Books can help incarcerated teens succeed

One of the biggest factors that determines whether young people return to the justice system is how well they can read. But many juvenile detention centers in the U.S. don’t even have libraries.

Photo illustration by Michele Abercrombie

Literacy is one of the biggest predictors of whether or not a young person will return to the juvenile justice system once they are released. 

But since many juvenile detention centers have small-to-nonexistent libraries, it often falls to nonprofits to fill the gaps in the system with book donations and literacy programming.

Dieter Cantu got his GED at 16 –– the same year he was sentenced to 10 years of combined detention and parole in Texas. In the following four years, Cantu, an eager reader, was shuffled between three juvenile detention facilities, one of which had only a sparsely-stocked bookshelf for a library.

“There was maybe a dictionary, Harry Potter, I think there was some Dr. Seuss or something like that,” Cantu said. “It wasn’t interesting for me and it wasn’t going to help me to become productive once I returned back to society.”

After Cantu’s release, he started the Books to Incarcerated Youth Project in 2017 with the goal of delivering hundreds of books to halfway homes and detention centers across Texas, and later other states as well.

Without books, life in a juvenile detention center is reduced to months upon months of staring at the wall, Cantu said, which often results in bored kids making trouble.

“I don’t think … people who make these rules understand that that’s why kids a lot of times act out, because they’re not occupied mentally or physically,” he said.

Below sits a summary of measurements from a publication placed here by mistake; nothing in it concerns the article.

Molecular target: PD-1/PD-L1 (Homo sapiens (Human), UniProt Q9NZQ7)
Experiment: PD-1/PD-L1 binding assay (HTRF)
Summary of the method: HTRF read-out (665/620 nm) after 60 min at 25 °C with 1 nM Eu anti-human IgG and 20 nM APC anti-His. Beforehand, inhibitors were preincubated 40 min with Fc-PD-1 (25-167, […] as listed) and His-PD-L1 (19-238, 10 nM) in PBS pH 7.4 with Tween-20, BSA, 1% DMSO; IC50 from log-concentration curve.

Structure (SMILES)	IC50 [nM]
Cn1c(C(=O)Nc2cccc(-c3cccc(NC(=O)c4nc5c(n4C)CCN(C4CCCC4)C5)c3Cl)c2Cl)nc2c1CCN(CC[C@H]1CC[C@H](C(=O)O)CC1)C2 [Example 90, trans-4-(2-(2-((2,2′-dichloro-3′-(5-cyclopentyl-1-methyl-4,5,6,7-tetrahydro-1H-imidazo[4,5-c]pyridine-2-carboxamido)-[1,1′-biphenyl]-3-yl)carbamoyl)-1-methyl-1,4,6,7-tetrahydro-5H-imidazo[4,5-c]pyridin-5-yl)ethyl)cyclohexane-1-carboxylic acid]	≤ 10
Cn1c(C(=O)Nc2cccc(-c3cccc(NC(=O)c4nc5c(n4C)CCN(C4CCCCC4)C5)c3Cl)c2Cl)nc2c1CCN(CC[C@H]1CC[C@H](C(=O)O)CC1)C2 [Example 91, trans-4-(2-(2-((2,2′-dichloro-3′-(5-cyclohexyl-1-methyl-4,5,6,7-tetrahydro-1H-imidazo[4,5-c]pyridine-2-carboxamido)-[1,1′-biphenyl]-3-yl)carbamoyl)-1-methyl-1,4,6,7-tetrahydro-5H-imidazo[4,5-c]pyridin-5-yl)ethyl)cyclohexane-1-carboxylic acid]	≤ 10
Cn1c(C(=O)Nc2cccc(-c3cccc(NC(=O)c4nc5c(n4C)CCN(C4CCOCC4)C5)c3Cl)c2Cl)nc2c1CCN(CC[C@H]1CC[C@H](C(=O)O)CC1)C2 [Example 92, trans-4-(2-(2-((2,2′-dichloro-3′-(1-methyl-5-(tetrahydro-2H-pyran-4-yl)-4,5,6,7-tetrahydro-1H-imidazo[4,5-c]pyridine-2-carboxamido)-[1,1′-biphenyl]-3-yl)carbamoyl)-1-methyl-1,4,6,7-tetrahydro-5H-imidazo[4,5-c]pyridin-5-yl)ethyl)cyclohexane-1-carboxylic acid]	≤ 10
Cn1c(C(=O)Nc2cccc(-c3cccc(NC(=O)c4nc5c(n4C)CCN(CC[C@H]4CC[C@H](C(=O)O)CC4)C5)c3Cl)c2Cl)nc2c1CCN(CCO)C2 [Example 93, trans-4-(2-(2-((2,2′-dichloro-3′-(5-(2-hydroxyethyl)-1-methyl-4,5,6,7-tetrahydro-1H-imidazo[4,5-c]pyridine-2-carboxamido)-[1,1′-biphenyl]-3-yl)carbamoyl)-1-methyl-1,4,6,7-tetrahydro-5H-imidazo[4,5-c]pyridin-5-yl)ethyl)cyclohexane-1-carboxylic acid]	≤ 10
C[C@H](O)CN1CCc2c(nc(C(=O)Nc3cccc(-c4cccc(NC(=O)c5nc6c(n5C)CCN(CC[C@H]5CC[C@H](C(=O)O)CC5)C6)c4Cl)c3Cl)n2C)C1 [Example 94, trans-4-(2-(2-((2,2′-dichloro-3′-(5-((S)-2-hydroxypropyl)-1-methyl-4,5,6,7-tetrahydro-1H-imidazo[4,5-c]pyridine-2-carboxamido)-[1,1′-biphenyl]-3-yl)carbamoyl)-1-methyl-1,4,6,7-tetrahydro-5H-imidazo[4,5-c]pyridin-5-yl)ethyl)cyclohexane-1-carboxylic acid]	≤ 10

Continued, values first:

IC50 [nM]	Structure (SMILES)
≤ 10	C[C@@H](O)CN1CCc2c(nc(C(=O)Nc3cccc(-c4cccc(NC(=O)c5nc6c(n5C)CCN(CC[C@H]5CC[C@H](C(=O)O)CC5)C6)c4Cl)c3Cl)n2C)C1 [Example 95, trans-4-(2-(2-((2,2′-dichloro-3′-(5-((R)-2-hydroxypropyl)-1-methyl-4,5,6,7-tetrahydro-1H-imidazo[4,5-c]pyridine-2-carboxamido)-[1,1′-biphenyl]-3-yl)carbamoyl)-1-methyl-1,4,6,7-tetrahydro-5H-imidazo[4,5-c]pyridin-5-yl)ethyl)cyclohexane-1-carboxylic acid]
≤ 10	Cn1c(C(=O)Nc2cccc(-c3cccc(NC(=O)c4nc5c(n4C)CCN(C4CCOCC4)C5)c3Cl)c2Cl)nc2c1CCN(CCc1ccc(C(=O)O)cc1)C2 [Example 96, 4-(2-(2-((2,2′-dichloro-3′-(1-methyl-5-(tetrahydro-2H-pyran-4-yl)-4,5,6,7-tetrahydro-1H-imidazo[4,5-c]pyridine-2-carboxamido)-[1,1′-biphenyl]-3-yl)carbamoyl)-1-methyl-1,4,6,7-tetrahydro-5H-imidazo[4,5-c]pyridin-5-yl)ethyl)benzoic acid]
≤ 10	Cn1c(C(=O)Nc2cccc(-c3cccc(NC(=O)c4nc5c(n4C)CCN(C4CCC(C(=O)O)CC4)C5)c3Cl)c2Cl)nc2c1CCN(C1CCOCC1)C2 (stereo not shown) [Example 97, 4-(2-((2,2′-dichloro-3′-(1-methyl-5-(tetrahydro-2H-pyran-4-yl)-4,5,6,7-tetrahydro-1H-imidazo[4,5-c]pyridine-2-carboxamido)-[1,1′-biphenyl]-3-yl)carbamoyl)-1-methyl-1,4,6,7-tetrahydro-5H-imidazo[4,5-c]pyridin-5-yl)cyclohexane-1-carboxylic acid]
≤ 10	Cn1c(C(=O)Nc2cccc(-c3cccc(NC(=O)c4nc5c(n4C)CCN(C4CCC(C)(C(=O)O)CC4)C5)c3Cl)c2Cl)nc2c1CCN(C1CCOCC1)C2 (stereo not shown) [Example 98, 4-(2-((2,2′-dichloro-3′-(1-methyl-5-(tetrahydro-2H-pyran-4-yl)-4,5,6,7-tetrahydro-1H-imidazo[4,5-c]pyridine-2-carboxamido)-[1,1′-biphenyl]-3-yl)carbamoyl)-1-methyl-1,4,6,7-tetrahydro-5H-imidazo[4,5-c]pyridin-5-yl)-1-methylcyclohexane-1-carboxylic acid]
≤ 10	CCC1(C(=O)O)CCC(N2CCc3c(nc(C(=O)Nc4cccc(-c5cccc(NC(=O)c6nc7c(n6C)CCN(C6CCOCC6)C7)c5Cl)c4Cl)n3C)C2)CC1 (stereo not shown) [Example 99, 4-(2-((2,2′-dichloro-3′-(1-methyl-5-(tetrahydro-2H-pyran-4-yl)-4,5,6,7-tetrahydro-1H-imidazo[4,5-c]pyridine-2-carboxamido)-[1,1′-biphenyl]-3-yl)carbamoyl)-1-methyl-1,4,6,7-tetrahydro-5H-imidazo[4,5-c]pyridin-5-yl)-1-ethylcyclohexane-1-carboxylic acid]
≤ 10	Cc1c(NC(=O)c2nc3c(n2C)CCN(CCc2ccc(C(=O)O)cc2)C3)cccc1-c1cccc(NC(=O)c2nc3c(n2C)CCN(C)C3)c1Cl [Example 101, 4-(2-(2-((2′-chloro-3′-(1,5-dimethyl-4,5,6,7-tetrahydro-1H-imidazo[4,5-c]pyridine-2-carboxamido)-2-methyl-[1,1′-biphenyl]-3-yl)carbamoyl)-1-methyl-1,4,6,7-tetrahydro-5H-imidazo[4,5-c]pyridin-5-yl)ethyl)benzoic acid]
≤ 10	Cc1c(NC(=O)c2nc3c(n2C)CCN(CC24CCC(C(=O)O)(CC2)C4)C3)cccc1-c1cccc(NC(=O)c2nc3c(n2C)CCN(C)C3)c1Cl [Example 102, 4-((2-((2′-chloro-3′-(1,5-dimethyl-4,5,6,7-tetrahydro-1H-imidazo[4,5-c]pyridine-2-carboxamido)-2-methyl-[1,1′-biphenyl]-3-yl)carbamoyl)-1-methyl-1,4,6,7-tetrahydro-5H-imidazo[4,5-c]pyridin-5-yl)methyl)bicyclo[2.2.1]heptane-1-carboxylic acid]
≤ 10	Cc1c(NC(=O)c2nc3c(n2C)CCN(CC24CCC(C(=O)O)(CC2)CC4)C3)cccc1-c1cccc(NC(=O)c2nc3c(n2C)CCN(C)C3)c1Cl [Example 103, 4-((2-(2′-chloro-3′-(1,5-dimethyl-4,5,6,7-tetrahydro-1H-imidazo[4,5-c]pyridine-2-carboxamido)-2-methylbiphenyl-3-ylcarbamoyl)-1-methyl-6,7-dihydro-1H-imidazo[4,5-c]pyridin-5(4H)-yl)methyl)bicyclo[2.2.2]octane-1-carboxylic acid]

But some kids need a little extra “boost” when it comes to reading, said Karlan Sick, the first president of the board of Literacy for Incarcerated Teens in New York.

A total of 85% of juvenile offenders have issues with reading, according to the Literacy Project Foundation. Since the 1990s, researchers have consistently linked reading problems to involvement in the juvenile justice system and identified literacy as a key ingredient for incarcerated kids’ future success. 

Sick, who was a librarian in the Bronx for over 20 years, founded her nonprofit after seeing the shortage of books in New York’s juvenile detention centers. She was inspired while doing her favorite thing about her job –– giving book presentations at high schools.

“At the end of a presentation, I could say, ‘Go to your local library and borrow [these books],’” Sick said. “Well, I learned there were high schools in the detention centers and, of course, they could not go to the local public library.”

So, at the suggestion of a detention center librarian, Sick created Literacy for Incarcerated Teens to supplement under-funded detention center libraries with books and magazines. Since retiring, Sick has devoted her time to running the volunteer-based organization, bringing author talks, writing workshops and cultural programming into detention centers across New York.

While literacy skills can help teens fill out job applications and succeed after their release, reading helps them in other ways, too, Sick said.

“I think it gives them ideas that the world maybe is larger than just their block, that they can do something with their lives,” she said.

While Sick’s nonprofit collects mostly “fun” fiction and nonfiction books for incarcerated youth, Cantu prefers that people donate more educational materials, such as books on African American and Latino issues, psychology and self-help, career and test prep, and texts on social movements. 

During his time in detention, Cantu got around the library dilemma by getting books from his older brother, who was in adult prison and able to buy them. From these books, Cantu taught himself sign language, learned about history and read Eldridge Cleaver’s account of his experience in the Black Panther Party.